Many schools have long been experimenting with lotteries. As teenagers finish junior high and enter high school—or if they simply wish to switch schools—certain education systems are designing their own lottery process to determine student admission. Much like public housing allocation, many different systems are in use.
Arnosti spent years studying New York City schools and their experience running separate lotteries for each school, also known as independent lotteries. When applying, students are encouraged to rank up to 12 schools they like, leaving them with a choice between the ones where they were admitted. While this may sound fair on paper, Arnosti says, “you’re actually screwing some unfortunate people who draw bad lottery numbers at every single school at the same time.”
It turned out independent lotteries weren’t generating the best outcomes for the largest number of students. Due to the randomness in lotteries, students who ranked a school fourth or fifth on their list were oftentimes admitted over other students who ranked the same school first on their list. Meanwhile, swapping schools with another student so both received their first choices was not allowed. These unsatisfying outcomes prompted school administrators in New York City to reevaluate. Using student preferences, they simulated multiple lottery models to see how they could improve results for their entire student population.
“In the end, they realized they were getting a better match—basically more students getting their top choices—when they used a single lottery,” says Arnosti, “even though that wouldn’t necessarily be your first instinct.”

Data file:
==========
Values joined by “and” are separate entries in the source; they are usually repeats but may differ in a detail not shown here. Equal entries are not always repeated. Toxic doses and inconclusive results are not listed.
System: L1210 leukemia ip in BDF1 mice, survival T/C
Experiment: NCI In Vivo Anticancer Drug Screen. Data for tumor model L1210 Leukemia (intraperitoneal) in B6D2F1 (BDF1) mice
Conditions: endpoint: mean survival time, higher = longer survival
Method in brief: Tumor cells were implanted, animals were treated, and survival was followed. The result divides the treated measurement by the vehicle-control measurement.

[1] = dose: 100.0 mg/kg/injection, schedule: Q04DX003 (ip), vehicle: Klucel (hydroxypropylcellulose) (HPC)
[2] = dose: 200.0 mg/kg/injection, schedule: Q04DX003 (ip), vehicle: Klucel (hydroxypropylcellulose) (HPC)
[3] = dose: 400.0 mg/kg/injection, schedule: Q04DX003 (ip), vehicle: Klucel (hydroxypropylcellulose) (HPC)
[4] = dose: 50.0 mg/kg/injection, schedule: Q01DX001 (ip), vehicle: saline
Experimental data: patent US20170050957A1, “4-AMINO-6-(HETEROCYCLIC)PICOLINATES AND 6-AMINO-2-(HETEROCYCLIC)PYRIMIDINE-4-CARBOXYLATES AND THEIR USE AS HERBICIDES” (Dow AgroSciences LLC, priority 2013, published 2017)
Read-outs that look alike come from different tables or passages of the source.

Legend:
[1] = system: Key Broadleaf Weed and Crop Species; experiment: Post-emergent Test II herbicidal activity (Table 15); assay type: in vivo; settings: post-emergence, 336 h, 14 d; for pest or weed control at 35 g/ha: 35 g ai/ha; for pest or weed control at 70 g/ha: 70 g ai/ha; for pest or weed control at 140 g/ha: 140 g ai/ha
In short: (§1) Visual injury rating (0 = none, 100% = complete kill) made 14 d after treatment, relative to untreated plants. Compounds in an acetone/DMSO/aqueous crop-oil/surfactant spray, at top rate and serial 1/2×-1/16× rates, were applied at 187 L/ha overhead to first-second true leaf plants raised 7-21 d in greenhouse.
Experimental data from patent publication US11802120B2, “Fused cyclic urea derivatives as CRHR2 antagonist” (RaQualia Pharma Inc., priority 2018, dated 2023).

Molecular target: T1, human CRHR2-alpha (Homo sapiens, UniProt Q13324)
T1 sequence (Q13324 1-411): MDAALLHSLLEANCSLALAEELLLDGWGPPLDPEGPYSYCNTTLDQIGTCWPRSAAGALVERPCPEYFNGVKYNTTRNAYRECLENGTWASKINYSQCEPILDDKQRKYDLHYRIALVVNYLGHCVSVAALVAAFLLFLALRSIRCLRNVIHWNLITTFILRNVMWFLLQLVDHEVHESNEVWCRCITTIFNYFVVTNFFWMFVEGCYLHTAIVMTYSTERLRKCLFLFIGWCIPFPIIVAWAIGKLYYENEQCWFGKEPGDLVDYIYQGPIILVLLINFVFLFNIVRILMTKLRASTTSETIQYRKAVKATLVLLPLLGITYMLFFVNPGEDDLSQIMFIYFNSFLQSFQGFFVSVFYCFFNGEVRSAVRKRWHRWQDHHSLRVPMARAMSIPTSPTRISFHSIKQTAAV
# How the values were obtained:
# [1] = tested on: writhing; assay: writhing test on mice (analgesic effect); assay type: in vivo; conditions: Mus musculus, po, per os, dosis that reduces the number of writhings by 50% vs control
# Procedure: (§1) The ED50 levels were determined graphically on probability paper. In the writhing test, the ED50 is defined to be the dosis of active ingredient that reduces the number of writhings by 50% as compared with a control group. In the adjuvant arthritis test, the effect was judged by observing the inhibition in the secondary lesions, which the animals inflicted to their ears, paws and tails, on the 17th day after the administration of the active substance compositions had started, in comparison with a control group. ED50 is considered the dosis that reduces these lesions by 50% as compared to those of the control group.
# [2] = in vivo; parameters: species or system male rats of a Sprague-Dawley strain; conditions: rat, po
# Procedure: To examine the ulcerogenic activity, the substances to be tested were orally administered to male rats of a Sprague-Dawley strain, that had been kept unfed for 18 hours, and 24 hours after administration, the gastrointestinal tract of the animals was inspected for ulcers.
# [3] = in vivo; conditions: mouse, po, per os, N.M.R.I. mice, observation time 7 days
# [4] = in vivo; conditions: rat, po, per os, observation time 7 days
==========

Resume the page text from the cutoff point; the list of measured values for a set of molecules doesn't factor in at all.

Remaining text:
Unlike independent lotteries, single-lottery systems combine all of the schools in an area or district into one lottery. As with affordable housing, this ensures that people with good lottery numbers have many options to choose from. “It’s a simple solution and it works pretty well,” says Arnosti. “But there are consequences to a single lottery system. My work shows that using a single lottery often results in more students being administratively assigned to some school they didn’t list. This finding provides administrators with more information about how lottery design affects the final outcome.”
Of course, admissions are not solely determined by lottery. Schools often prioritize siblings of current students, or children who live nearby. They also may grant priority to students with special needs. Arnosti says that school choice algorithms help ensure that priorities are stated transparently and applied consistently.
“At the end of the day, however, there is no perfect system: So long as there is a shortage of high-quality schools and affordable housing, some people will be left with bad options,” says Arnosti. “But some systems are better than others. The worst thing you can do with something that has high demand and limited supply is to give it to someone who doesn’t really value it and would have much preferred something else.”